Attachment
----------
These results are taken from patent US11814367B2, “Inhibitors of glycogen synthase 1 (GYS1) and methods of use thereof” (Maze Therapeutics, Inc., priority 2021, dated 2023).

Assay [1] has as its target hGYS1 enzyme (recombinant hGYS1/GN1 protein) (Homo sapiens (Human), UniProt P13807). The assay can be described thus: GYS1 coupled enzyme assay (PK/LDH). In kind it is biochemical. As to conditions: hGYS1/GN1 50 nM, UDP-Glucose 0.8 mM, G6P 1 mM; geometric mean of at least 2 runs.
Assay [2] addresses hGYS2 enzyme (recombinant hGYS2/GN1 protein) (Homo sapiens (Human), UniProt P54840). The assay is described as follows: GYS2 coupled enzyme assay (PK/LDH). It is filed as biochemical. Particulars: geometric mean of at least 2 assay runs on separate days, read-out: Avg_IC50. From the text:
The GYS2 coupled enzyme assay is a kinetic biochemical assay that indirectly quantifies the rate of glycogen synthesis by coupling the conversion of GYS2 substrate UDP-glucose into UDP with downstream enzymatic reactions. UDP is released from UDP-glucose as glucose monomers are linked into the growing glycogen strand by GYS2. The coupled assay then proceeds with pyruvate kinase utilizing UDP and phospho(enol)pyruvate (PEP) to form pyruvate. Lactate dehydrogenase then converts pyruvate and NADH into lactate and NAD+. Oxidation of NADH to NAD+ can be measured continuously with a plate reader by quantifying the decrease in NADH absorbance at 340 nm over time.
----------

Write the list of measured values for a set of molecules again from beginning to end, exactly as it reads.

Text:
These results are taken from patent US11814367B2, “Inhibitors of glycogen synthase 1 (GYS1) and methods of use thereof” (Maze Therapeutics, Inc., priority 2021, dated 2023).

Assay [1] has as its target hGYS1 enzyme (recombinant hGYS1/GN1 protein) (Homo sapiens (Human), UniProt P13807). The assay can be described thus: GYS1 coupled enzyme assay (PK/LDH). In kind it is biochemical. As to conditions: hGYS1/GN1 50 nM, UDP-Glucose 0.8 mM, G6P 1 mM; geometric mean of at least 2 runs.
Assay [2] addresses hGYS2 enzyme (recombinant hGYS2/GN1 protein) (Homo sapiens (Human), UniProt P54840). The assay is described as follows: GYS2 coupled enzyme assay (PK/LDH). It is filed as biochemical. Particulars: geometric mean of at least 2 assay runs on separate days, read-out: Avg_IC50. From the text:
The GYS2 coupled enzyme assay is a kinetic biochemical assay that indirectly quantifies the rate of glycogen synthesis by coupling the conversion of GYS2 substrate UDP-glucose into UDP with downstream enzymatic reactions. UDP is released from UDP-glucose as glucose monomers are linked into the growing glycogen strand by GYS2. The coupled assay then proceeds with pyruvate kinase utilizing UDP and phospho(enol)pyruvate (PEP) to form pyruvate. Lactate dehydrogenase then converts pyruvate and NADH into lactate and NAD+. Oxidation of NADH to NAD+ can be measured continuously with a plate reader by quantifying the decrease in NADH absorbance at 340 nm over time.